mercredi 24 mai 2017

Hypnosis (part 1), Hypnose (première partie).

Mental Sweets de Fabien Arcole et Eric Bertrand.

Since I have noticed that my blog has english-speaking followers, I’m going to publish a short series of articles in that language. It will be the translation of an extensive article that I wrote in January 2016 for “La Revue de la prestidigitation” (“The Conjuring Review”). The translation has been done by the mentalist Eric Bertrand, co-author of “Douceurs mentales” (“Mental Sweets”). (Comme j'ai constaté que mon blog était consulté par des lecteurs de langue anglaise, je leur propose une petite série d'articles sur l'hypnose !).

Hypnosis: History and Techniques

It is believed that Egyptian priests already used hypnosis in order to create hallucinations among their flock. But the first major hypnotist happened to be Father Faria (1756-1819), whose name is mentioned by Alexandre Dumas (himself a major supporter of magic and the occult) in Le Comte de Monte-Cristo. Father Faria could cause a profound trance by simply ordering “Sleep” to his subjects.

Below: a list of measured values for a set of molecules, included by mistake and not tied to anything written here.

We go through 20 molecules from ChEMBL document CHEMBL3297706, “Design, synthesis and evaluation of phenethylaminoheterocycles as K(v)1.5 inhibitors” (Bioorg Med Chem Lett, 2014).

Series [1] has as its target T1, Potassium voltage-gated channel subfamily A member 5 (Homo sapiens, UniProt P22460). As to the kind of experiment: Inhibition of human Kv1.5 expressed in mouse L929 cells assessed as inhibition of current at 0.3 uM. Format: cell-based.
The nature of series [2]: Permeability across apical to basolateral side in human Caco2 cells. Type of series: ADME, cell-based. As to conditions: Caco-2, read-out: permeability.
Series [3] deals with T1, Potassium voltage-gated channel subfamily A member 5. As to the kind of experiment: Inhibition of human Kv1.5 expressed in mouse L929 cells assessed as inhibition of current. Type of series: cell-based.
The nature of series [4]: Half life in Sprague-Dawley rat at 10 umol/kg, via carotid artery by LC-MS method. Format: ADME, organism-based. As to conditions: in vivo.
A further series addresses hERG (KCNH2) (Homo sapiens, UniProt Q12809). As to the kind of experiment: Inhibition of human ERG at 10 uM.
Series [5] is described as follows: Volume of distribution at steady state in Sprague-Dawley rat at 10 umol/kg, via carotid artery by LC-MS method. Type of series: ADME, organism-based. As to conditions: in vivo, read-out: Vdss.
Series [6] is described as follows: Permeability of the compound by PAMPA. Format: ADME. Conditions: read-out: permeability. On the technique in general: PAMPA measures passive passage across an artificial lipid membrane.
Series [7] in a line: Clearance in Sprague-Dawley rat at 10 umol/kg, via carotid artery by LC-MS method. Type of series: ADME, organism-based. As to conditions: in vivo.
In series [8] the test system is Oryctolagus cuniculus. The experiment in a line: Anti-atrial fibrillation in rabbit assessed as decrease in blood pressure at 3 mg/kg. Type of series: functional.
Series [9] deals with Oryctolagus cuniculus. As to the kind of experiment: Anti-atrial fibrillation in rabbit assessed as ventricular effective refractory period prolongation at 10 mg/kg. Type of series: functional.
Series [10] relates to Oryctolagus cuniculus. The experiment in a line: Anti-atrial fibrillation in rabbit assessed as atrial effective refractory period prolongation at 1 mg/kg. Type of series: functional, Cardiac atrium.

His followers were the British doctor James Braid (1795-1860), who hypnotised his subjects by having them focus on a bright object and the French psychiatrist Jean-Martin Charcot (1825-1893) who specialised in hypnotising hysterical subjects.

One of the first practitioners of hypnosis on a theater stage was the Belgian Donato (Afred-Edouard d’Hont: 1845-1900). After him, hypnosis evolved under the influence of an American psychiatrist, Milton H. Erikson (1901-1980), who came up with new concepts and definitive improvements. Stage hypnosis moved on in France and in the world with performers such as Dominique Webb or more recently the Canadian hypnotist Messmer.

Nowadays, attention has focused on street hypnosis, a specialised branch of hypnosis that developed in France with Jean-Emmanuel Combe, after the latter witnessed a stage show by British mentalist Derren Brown. In 2013, he wrote La Voix de l’Inconscient, in which he details the various aspects of this art. Street hypnosis is immensely challenging: unlike the stage hypnotist, who will deal only with the most responsive subjects, or the hypnotherapist who treats patients that expect solutions from hypnosis, the street hypnotist must deal with people that feel neutral or even worse reluctant towards hypnosis.

The hypnosis process, be it in the street or during a private party, comprises four crucial steps, known as the “Four As”:  Agreement, Announcement, Accomplishment and Awakening.
That's  all. I hope you  enjoy it.

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